4. In addition to the high rates of women’s education and literacy, Botswana remains committed to a strong National Family Planning Policy and healthcare service. Botswana has experienced a rapid decline in fertility, according to the CIA World Factbook, with the total fertility rate falling from over five children per woman in the 1980s to 2.42 in 2021. Easy access to contraception and above-average rural and urban access to healthcare facilities have not only contributed to a decline in fertility but emboldened women’s rights and improved standards of living.

Botswana is by no means a perfect nation. It has extremely high rates of HIV/AIDS, like many of its African peers, and its single-party government has been criticized by some international organizations for suppressing competition. However, decades of consistent improvement in education and women’s rights, increased economic diversification, high levels of economic freedom and a commitment to fighting corruption have made Botswana the most prosperous nation in sub-Saharan Africa and a model for its peers.

– Saarthak Madan
Photo: Flickr

Improve Lives in MexicoBefore the COVID-19 pandemic, moderate poverty in Mexico had declined from 25.7% in 2016 to 23% in 2018, although 29 million people continued living in impoverished conditions. Prior to 2018, Mexico’s multidimensional poverty rate, which includes income poverty as well as factors such as access to food and education, had dropped to about 42% of the population, thereby improving lives in Mexico. However, according to CONEVAL, a public agency that measures poverty, the effects of COVID-19 could mean that 56% of the country, or 70 million Mexicans, may not earn enough to cover their basic needs. This number represents an increase of around 50% more poverty in the past 24 months. Mexican women-led associations and businesses are leading the way to reduce poverty and improve lives in Mexico.

COVID-19 and Poverty

The effects of COVID-19 could eliminate decades of poverty reduction. Global GDP fell 5.2% in 2020, but, Latin America’s drop in real GDP was expected to be closer to 7%, according to the World Bank. The IMF calculates an economic recession of 6.6% in Mexico. By June 2002, more than a million jobs were already lost due to the pandemic.

As a result, Latin America’s second-largest economy, Mexico, could be among the countries in the region that are affected worst. Up to 17 million Mexicans may soon be living in extreme poverty — an increase from 11 million in 2019.

Women Entrepreneurs in Querétaro

In the state of Querétaro, Mexico, a women-led and women-founded association is helping to lift women and their families out of poverty. Established in 2010, Mujeres y Ambiente SPR de RL de CV has combined forces with an environmentally-minded Spanish company, along with the Mexican government and Autonomous University of Querétaro, to develop cosmetics based on local medicinal plants. Mujeres y Ambiente helps women entrepreneurs in Querétaro to expand their own agricultural micro-businesses, thereby helping them to become economically self-sufficient.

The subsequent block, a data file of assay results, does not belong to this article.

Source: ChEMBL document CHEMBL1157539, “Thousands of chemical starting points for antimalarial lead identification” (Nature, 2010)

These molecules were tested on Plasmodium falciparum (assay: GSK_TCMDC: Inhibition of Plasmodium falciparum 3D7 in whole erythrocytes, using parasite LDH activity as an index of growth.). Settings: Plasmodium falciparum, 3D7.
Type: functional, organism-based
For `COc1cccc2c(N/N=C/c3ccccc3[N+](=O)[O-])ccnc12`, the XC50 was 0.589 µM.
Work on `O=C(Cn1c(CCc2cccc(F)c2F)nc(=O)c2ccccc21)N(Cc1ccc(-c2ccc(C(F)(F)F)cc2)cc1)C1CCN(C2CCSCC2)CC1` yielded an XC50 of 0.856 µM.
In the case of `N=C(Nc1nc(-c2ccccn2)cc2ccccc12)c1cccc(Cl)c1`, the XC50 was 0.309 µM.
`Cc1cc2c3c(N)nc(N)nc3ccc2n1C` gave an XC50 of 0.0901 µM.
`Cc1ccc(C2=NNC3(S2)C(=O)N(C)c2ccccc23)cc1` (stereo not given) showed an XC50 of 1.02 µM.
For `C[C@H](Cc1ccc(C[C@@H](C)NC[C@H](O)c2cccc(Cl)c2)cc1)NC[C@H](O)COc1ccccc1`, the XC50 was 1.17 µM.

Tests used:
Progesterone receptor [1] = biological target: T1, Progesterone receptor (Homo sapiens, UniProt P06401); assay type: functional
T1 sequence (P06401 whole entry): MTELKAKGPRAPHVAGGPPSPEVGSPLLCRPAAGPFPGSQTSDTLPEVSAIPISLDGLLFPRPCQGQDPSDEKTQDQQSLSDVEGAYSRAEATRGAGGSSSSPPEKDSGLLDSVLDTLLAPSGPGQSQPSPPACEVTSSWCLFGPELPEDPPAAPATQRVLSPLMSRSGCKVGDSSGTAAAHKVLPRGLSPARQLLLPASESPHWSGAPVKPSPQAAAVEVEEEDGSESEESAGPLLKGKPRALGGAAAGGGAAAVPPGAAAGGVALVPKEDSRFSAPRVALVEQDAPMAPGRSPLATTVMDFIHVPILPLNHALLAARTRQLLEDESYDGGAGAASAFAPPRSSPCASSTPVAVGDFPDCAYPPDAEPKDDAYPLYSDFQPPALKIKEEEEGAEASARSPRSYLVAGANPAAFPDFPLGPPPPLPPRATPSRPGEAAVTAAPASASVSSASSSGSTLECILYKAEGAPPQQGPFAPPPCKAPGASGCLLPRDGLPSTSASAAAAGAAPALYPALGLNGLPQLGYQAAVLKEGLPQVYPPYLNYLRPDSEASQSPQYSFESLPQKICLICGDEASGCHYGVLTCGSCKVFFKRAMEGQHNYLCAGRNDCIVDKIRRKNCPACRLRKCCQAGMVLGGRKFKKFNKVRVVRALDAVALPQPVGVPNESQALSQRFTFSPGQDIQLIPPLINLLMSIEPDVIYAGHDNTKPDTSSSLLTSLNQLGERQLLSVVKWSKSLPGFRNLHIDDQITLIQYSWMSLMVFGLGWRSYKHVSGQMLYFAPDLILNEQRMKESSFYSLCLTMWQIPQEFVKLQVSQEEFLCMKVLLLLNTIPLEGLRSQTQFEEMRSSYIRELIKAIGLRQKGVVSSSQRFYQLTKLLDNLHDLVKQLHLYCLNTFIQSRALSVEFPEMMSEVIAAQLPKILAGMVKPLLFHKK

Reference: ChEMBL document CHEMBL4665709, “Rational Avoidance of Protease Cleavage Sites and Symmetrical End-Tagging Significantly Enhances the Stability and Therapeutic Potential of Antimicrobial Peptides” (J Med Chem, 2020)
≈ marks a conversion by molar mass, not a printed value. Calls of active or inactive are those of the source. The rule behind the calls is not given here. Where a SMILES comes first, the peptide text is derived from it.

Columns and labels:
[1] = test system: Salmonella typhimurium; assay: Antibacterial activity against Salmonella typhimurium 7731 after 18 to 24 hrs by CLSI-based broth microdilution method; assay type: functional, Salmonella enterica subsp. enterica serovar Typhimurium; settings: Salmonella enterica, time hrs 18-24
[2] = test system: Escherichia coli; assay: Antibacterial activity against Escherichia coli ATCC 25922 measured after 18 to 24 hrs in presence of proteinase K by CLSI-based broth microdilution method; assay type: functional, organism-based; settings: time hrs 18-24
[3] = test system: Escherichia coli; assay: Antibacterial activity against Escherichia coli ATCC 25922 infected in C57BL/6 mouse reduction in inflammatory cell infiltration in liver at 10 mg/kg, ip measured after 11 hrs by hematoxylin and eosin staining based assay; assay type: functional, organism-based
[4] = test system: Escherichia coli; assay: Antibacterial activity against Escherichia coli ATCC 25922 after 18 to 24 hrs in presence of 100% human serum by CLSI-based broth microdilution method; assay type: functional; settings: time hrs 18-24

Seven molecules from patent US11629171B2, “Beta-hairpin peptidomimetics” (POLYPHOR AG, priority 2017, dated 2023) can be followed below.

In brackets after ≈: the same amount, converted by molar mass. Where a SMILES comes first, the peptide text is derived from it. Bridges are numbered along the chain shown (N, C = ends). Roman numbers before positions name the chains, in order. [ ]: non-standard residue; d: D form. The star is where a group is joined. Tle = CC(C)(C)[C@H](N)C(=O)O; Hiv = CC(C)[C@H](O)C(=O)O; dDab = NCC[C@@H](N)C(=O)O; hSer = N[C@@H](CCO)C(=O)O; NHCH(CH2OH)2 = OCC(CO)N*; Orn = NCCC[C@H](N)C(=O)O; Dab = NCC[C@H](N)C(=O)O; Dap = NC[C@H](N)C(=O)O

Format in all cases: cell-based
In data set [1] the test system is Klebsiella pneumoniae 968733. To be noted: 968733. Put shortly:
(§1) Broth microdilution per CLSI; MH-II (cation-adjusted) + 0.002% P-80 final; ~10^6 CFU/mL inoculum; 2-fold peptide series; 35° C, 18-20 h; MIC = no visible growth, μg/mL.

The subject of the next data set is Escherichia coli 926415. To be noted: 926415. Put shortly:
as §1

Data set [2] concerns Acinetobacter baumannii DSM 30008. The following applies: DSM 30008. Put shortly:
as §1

Eulalia Moreno Sánchez, along with her two daughters, Ángeles and Rosa Balderas, formed a Women and Environment group in the La Carbonera community. Through consolidating micro-businesses such as selling earthworm humus, mushrooms, medicinal plants, vegetables and aromatic plants, the women utilize the cultivated raw materials which they use in their products, to help the community produce a sustainable income.

International Support for Mexican Women

The Nagoya Protocol came into force in Mexico in 2014. This international agreement supports the equitable sharing of benefits from the use of genetic resources that come from traditional knowledge. Under the agreement, the women of rural Querétaro signed the first-of-its-kind permit between Mexico and Spain, which provides access to the genetic resources of traditional medicine plants cultivated in Mexico. The agreement fairly compensates local producers for their knowledge and their work, thus improving lives in Mexico. The community gets to preserve its ecosystem’s genetic resources and the women’s traditional knowledge based on medicinal plants. Members of the association are offered jobs as well as research and business opportunities.

In 2016, Sanchez and her daughters began to export lemon balm, or Toronjil, for the Spanish cosmetics company Provital. Since then, they have signed additional agreements to produce other medicinal plants for the company. With support from the UNDP (Global Environment Facility), the project establishes the legal framework for ensuring the right to protect biodiversity.

Preserving Biodiversity and Creating Jobs

In addition to alleviating poverty, the association’s goals include stabilizing the soil, cultivating a nursery and conserving biodiversity. Cosmetic products are developed from the women’s traditional knowledge about local herbs and medicinal plants. The entrepreneurs are part of the cosmetics industry’s sustainable supply chain and they serve as an example of successful conservation through the sustainable use of biodiverse resources. These activities have allowed the women to derive an income, create more jobs and open up markets, offering a way to reduce poverty and improve lives in Mexico.

Sarah Betuel
Photo: Flickr